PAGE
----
Have done a number of virtual events in Turkey this year, one rest of which was this profile in Oksijen. My thanks to Melis Alphan. Otherwise I continue to whizz around the world. Today, Earth Day 2021, started out in Japan, then back to London, then United Arab Emirates, then London, then US for the first time, and after coming back to London, off to California for a last call. A new order that would have been clinically impossible before COVID-19 gave virtual presence platforms a shot in the arm.
As part of an exchange with an American relation today, my brother Gray sent a photograph from when I was perhaps 6, or so. It shows my favourite grandmother, Isabel’s, second husband, Carey Coaker. He was a doctor. The place: Bilbao House, Dulverton, Somerset. Apparently, we were watching Gray being mounted on a horse, which explains everything.
When I looked up the house’s name today, I discovered that in 1739 a fire engine and sundry buckets were purchased and stored nearby. Which must have been why “Bellamy”, Carey’s gardener, also shown, was also a fireman.
I remember him wearing a huge brass fireman’s helmet at times – when the great (probably very small by today’s standards) fire engine came racing down the hill. I seem to remember that it was Bellamy’s job to ring the hand-rung bell on the impressive, urgent machine.
I also recall being chastised, beaten, by Carey for the breakages of various jars in his surgery, a crime almost certainly committed by Isabel’s two Siamese cats. But among many happy memories was one of being taken through the walled garden and out through a tiny wooden door at the back, into a green lane.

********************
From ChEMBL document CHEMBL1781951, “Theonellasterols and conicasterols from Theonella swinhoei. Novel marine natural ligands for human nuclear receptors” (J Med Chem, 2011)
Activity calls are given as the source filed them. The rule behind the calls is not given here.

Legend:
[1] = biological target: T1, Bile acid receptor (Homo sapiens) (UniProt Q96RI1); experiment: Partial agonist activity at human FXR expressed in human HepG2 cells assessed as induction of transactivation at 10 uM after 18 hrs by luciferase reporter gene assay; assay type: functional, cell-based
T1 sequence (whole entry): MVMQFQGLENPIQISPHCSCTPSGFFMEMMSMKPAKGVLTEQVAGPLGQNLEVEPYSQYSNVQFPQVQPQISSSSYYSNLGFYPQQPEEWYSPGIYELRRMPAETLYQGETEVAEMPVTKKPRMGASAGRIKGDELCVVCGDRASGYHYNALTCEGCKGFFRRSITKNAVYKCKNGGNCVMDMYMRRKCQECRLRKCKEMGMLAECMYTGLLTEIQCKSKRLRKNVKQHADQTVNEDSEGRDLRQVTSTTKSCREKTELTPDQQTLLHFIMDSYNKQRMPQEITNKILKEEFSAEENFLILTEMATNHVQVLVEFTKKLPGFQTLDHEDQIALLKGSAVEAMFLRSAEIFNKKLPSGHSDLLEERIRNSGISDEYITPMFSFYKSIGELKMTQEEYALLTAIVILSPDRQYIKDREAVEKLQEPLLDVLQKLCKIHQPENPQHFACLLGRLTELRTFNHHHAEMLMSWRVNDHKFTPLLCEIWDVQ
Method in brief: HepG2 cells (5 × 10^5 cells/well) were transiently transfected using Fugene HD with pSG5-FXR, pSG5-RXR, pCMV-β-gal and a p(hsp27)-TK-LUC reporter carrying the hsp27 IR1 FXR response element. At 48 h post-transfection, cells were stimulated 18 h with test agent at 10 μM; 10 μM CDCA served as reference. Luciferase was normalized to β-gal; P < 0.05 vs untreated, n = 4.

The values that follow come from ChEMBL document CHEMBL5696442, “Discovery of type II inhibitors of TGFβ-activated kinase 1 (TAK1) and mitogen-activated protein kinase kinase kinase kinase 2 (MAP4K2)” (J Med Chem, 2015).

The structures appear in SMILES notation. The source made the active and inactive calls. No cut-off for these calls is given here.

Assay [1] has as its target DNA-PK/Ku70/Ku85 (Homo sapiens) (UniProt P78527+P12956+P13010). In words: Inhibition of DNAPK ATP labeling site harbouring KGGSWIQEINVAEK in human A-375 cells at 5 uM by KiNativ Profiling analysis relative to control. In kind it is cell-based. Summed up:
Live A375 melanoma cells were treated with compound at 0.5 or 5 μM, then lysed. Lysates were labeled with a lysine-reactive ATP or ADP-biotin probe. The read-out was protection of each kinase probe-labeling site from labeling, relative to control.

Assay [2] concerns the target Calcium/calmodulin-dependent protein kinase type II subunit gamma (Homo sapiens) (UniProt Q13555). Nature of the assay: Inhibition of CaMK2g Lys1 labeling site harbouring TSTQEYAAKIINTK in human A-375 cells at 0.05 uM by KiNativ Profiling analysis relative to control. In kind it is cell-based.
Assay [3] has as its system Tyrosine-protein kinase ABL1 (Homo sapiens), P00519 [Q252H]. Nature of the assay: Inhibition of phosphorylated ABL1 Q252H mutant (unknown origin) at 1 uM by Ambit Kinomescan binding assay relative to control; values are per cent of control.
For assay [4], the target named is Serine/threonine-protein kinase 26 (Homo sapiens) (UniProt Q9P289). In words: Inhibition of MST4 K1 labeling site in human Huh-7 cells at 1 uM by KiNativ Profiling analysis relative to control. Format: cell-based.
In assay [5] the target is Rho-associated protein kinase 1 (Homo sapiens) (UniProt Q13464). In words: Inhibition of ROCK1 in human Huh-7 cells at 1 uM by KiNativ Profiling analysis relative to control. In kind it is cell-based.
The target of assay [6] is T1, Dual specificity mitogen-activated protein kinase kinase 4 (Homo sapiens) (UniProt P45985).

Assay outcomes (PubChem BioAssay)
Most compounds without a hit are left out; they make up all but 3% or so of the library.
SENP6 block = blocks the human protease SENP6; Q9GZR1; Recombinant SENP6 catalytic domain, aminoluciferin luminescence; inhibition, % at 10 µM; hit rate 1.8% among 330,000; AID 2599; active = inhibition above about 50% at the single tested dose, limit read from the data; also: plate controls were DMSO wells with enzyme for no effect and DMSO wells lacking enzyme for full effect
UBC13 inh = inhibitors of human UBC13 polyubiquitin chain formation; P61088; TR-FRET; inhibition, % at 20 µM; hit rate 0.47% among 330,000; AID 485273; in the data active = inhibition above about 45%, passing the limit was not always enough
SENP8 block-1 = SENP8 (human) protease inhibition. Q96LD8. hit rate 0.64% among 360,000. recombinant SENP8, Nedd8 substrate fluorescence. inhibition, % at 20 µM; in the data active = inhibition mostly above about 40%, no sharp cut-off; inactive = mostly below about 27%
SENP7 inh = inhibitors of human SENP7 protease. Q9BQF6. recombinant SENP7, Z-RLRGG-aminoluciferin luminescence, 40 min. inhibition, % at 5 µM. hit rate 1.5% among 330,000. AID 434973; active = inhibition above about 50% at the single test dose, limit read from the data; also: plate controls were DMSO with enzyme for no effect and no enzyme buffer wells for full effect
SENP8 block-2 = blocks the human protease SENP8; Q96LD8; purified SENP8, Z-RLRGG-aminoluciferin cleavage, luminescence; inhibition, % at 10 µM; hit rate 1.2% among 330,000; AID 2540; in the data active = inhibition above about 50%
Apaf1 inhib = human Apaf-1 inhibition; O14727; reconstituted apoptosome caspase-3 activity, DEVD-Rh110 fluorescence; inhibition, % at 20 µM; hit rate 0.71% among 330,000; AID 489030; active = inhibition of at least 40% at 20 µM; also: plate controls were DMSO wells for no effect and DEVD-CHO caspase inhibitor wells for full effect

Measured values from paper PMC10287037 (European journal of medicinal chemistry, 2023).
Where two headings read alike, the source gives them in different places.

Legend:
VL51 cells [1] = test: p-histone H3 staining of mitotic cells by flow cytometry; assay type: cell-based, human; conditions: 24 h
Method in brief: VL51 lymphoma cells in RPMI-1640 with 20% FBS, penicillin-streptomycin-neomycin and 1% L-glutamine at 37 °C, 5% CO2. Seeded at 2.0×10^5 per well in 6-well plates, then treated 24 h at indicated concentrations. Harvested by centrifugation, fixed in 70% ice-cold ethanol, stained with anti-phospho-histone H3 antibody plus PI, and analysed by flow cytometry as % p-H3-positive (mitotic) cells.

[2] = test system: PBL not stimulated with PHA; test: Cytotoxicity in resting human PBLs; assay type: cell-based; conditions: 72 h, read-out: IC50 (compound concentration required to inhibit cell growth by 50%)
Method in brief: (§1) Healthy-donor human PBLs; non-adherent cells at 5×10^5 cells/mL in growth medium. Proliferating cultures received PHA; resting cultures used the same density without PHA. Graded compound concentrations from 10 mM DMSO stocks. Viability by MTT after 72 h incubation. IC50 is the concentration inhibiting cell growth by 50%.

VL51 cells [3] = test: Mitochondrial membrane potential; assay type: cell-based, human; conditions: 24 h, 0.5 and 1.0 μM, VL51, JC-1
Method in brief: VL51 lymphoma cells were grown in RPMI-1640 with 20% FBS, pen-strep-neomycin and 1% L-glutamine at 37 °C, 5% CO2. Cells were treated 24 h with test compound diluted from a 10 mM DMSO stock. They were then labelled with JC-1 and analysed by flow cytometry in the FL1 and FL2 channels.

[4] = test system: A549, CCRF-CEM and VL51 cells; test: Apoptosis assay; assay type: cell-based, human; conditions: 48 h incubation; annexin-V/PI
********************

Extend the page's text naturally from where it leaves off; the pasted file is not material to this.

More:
Later, Carey would run off with a wealthy patient, Phil I think, who we would meet much later – and very much liked. Bellamy would suffer what may have been a heart attack and slump face-down into his flower beds. But that was all in the future when this picture was taken.
For some years I have been contributing to the Frontier Report by our friends at Tokyo-based E-Square. If you speak Japanese, the latest column (sample above) is on the role of science fiction in expanding our horizons and rendering the sustainability agenda more intelligible. Must work out how to attach a PDF to a blog!
Have been seriously remiss with posting here – not least because our world has gone slightly berserk. Part of that has been the sheer proliferation of virtual keynotes and podcasts I have been doing on the Green Swans story. For example, today I am doing keynotes in France, at the Audencia business school, and this evening with a major event in Brazil – where I speak immediately before one of my favourite thinkers, Yuval Noah Harari. And here’s the latest podcast to launch, this one from Imperial College. A good summary, I think, of where my own thinking has got to.
This has been a week of stretched – and stretching – days. Yesterday, for example, began with an early call with Simon Longstaffe of The Ethics Centre in Sydney, a longstanding colleague and friend; then a couple of team meetings; then a webinar on the Climate and Ecological Emergency Bill with its original sponsor, Caroline Lucas MP, organised by Business Declares and the CEE Bill Alliance; and then a webinar hosted by the New York office of Acre, the head-hunters who found us Louise three years ago, and moderated by Acre’s Catherine Harris and GreenBiz editorial director Heather Clancy.
Acre founder Andy Cartland fed back earlier today: “We had 486 participants which is staggering, and it was great to see the global spread (If you are interested: Finland, Nigeria, US, India, Canada Ireland Spain, Switzerland, Benelux, Italy, Columbia, Denmark, Bangladesh, Russia, Qatar, Ethiopia, France, Sweden, Guatemala, Portugal, Brazil, Singapore, Mexico, Peru, South Africa, Romania, Norway, Costa Rica, Ecuador, Austria).”